Perfect Title Co.
David Sai tried to help aBy Rob Perez
couple reclaim a home lost
The co-founder of a now-defunct title company that challenged the validity of land titles in Hawaii faces up to 10 years in prison after being convicted of an attempted theft charge.
A Circuit Court jury yesterday found David Keanu Sai guilty of first-degree attempted theft for helping a couple try to reclaim an Aiea home they lost through foreclosure.
The couple, Michael and Carol Simafranca, also was found guilty of the attempted-theft charge, as well as first-degree burglary for illegally entering the residence.
The latter charge also carries a maximum prison sentence of 10 years. Sentencing is set for March 7.
The Simafrancas in early 1997 entered the home while the owners were away.
The couple had lost the residence through foreclosure in 1996 but subsequently tried to reclaim ownership based on a warranty deed issued by Sai, a founder of Perfect Title Co.
Sai previously has said he issued the deed in his capacity as regent of the Hawaiian kingdom and based on Perfect Title research.
The company used 19th century kingdom law to determine that existing land titles in Hawaii were invalid.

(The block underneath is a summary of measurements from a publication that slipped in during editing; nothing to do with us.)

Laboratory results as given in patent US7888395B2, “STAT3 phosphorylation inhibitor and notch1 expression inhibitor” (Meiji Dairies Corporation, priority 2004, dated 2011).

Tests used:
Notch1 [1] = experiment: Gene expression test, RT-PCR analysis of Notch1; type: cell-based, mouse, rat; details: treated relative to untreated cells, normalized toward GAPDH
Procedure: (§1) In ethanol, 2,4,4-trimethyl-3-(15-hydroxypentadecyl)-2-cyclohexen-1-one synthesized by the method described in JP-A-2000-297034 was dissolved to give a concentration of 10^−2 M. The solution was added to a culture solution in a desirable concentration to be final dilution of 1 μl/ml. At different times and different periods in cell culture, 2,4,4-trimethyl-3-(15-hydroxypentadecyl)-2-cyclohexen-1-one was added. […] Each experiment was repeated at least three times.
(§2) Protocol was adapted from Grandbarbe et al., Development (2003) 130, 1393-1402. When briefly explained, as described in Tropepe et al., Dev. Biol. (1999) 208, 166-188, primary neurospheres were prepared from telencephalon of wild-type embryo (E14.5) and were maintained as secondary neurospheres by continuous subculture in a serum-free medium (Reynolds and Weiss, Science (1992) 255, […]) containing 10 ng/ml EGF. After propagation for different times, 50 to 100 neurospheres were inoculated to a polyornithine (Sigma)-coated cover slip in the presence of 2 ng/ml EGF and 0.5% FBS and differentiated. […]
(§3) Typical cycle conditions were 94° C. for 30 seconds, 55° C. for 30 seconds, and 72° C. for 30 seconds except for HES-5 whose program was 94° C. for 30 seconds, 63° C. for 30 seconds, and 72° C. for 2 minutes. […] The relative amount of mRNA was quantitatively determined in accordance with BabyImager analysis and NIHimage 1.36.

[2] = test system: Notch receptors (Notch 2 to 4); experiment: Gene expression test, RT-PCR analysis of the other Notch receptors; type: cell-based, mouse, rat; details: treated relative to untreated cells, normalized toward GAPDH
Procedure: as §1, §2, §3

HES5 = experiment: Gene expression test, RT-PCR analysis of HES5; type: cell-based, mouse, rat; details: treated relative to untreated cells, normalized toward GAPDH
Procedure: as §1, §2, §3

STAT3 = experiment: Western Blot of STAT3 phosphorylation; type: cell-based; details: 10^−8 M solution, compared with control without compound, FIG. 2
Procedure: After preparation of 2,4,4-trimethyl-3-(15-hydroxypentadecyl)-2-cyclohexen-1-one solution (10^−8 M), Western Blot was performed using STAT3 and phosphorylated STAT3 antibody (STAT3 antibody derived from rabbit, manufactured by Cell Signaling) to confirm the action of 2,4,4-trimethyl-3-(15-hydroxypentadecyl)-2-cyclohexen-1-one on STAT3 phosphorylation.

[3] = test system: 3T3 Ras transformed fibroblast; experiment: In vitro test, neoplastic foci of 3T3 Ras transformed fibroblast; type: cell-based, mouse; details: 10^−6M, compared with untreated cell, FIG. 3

Earlier in the trial, Circuit Judge Sandra Simms acquitted Donald Lewis, who was president and co-founder of Perfect Title, of the attempted-theft charge.
Sai and the Simafrancas declined comment after the jury's unanimous verdict was announced. Their attorneys said they planned to appeal.
Deputy Attorney General Dwight Nadamoto, who handled the case for the state, said he was pleased with the verdict.
But Lewis said the decision was improper. He said the state made a criminal case out of what basically was a civil dispute over land titles.
"I feel bad," he said. "These people are not criminals. They're good people."
Lewis and other supporters said they hoped the case goes to the U.S. Supreme Court so the issue of whether kingdom law applies in Hawaii can be resolved.
While at Perfect Title, Lewis and Sai maintained that Hawaii is still a sovereign nation because sovereignty never was transferred to the United States via a treaty -- the only way such a transfer legally could be done, they said.
But critics said such reasoning was absurd, citing, among other things, the annexation of the islands by the federal government in 1898.
Perfect Title shut down in late 1997 after the state seized its records as part of an investigation. Lewis still faces charges of failing to obtain a state license to do business in Hawaii and failing to file a general excise tax return.